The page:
Information on Latex Allergy
Latex allergy is a fairly common type of allergy as every tenth person is sensitive to latex. The allergy most commonly affects the persons who are repeatedly exposed to latex and it also often affects the infants who suffer from congenital spina bifida. Reactions to latex may range from minor symptoms such as skin rashes all the way to seriously severe life threatening medical conditions such as anaphylactic shock. There is no cure for latex allergy so avoidance of exposure is the only way of protection. Latex products can be replaced by their synthetic alternatives. Some hospitals even go that far to introduce latex safe environments for those who suffer from latex allergies. The first documented case of latex allergy occurred in 1979, and there were 15 cases of fatal outcome.
The exposure to latex may occur by means of direct contact with the bloodstream, mucous membranes and the skin, but it can also be inhaled in the form of particles. The most serious reactions affiliated with latex allergies are commonly connected with parenteral exposures which involve the direct contact of latex with the bloodstream. Latex particles can be inhaled when their proteins get combined with the powder from the gloves so they form aerosolized particles together. When the particles enter the human body they get absorbed and trigger an allergic reaction.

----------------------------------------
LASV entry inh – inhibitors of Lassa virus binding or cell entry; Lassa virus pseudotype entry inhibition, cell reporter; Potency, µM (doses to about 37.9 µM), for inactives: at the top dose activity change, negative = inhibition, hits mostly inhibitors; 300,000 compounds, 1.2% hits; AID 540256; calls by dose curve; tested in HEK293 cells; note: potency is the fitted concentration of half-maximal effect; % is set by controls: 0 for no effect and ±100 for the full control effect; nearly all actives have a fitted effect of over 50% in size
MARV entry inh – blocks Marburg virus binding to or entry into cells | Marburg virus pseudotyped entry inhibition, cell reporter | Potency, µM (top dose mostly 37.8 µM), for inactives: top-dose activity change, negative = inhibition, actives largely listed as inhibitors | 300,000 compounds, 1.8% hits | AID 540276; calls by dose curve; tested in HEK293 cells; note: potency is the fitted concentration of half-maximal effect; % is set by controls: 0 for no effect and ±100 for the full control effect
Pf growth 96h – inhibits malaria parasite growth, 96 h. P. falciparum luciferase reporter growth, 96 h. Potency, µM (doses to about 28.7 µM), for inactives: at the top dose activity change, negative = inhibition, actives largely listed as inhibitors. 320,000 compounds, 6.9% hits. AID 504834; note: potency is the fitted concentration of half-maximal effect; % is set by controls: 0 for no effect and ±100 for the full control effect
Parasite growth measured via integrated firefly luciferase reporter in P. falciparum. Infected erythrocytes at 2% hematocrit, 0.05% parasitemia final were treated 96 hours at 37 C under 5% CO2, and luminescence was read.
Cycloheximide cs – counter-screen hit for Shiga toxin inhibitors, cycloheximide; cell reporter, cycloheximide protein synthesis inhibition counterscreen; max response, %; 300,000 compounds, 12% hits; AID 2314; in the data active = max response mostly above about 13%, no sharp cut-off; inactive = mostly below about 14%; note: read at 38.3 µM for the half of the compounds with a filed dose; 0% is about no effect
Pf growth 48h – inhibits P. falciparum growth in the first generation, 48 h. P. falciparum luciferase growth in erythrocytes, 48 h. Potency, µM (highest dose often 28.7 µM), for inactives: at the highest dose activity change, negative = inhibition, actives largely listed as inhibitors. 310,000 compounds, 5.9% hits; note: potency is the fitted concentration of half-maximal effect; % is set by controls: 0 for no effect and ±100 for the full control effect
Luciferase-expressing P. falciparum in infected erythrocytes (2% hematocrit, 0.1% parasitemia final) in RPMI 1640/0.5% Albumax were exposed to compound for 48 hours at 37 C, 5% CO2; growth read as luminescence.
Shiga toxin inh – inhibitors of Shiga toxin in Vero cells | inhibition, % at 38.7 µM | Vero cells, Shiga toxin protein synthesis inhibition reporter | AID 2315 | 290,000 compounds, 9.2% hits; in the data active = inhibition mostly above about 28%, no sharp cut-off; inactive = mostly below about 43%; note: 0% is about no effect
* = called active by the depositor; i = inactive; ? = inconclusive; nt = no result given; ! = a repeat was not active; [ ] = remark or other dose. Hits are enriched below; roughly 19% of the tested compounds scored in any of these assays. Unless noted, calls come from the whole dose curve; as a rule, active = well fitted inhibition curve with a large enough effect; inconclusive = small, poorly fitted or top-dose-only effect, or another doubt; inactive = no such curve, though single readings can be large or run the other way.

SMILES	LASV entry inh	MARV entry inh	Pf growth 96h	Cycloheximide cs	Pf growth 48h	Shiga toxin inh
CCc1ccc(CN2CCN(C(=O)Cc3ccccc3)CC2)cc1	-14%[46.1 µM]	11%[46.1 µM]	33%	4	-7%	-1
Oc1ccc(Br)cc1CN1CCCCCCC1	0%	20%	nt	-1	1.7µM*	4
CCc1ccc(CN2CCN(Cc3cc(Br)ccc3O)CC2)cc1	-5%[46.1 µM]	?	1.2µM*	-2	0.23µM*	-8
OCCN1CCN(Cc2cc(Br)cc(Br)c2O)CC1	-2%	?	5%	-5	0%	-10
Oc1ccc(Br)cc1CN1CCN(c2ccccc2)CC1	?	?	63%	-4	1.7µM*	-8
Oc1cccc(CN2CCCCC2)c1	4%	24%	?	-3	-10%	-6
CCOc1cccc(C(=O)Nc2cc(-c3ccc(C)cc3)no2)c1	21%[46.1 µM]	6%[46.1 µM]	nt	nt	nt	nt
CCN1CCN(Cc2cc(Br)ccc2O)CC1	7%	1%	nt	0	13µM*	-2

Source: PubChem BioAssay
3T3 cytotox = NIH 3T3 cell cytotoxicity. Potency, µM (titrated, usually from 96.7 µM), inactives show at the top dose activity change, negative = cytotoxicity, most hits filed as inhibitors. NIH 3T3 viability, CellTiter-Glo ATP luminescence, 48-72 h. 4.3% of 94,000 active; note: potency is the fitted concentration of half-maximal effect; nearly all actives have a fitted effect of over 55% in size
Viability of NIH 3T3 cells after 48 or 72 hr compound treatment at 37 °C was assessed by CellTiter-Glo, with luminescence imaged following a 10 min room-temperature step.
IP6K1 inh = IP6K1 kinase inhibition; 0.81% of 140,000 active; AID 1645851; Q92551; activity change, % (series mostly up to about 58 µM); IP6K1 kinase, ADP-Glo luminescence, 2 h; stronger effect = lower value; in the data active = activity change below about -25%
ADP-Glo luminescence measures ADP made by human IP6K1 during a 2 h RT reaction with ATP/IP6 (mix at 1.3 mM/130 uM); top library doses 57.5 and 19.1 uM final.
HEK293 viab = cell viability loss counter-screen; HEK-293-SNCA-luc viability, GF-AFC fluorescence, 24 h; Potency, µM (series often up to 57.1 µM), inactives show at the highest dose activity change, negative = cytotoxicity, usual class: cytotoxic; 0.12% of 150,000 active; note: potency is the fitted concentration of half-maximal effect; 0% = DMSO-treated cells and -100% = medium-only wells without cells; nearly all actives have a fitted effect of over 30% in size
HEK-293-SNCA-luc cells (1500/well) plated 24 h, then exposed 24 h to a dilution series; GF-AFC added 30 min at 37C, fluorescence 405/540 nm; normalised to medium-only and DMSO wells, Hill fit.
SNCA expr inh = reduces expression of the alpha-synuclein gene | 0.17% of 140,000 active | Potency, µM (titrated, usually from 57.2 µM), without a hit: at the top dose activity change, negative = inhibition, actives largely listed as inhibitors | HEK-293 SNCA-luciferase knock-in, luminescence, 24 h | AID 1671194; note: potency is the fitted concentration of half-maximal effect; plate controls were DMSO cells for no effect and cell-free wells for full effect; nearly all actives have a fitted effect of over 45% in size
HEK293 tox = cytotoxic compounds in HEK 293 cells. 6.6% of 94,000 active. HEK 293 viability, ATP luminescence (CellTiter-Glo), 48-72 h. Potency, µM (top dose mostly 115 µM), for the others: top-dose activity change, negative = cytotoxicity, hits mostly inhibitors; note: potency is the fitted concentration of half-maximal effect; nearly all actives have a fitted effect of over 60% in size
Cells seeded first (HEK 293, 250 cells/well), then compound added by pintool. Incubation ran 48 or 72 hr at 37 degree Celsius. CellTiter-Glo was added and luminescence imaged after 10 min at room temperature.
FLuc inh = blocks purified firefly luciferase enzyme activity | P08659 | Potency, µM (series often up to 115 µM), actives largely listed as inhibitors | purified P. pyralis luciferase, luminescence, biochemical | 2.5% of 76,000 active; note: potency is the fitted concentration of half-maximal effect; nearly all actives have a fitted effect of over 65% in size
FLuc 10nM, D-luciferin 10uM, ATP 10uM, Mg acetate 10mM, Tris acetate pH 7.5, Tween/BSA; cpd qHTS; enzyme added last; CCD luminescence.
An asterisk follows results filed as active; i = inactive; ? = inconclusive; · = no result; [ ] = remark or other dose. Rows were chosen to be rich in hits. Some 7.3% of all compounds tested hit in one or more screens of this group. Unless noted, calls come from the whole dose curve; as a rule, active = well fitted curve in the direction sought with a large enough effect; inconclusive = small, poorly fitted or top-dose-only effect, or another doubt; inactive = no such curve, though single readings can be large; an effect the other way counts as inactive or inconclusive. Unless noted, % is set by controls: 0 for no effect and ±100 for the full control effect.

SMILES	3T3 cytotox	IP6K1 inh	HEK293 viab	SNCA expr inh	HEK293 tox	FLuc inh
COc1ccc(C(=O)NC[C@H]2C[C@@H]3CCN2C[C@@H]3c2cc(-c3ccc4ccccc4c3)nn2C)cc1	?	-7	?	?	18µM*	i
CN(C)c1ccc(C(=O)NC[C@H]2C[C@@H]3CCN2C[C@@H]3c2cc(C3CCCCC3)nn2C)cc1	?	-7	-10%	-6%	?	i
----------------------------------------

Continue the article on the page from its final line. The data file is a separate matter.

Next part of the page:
Latex Allergy Immune Response
Latex allergy is actually an immune response to the proteins contained in the natural rubber latex. Latex contains more than 200 different types of proteins and of all them there are at least 50 which can be associated with allergic reactions. The first exposure may sometimes be asymptomatic with no specific symptoms. The immune response involves the release of immunoglobulin which is an antibody whose purpose is to fight the harmful proteins. Each subsequent exposure to latex is commonly more and more severe in terms of symptoms.
Signs and Symptoms of Latex Allergy
The most common symptom of latex allergy is the irritant contact dermatitis which is an inflammatory condition of the skin. Another common symptom of latex allergy is the allergic contact dermatitis which can be characterized by skin rashes and oozing blisters. A person may also experience a medical condition known as the hypersensitivity immune system response. The most severe of all the symptoms which can be associated with the latex allergy is the anaphylactic shock. It may even be fatal in some cases. It can be characterized by nausea, fainting, abdominal pain, drop in blood pressure, rapid heart rate, shortness of breath and generalized hives. All cases of anaphylactic shock require immediate medical attention.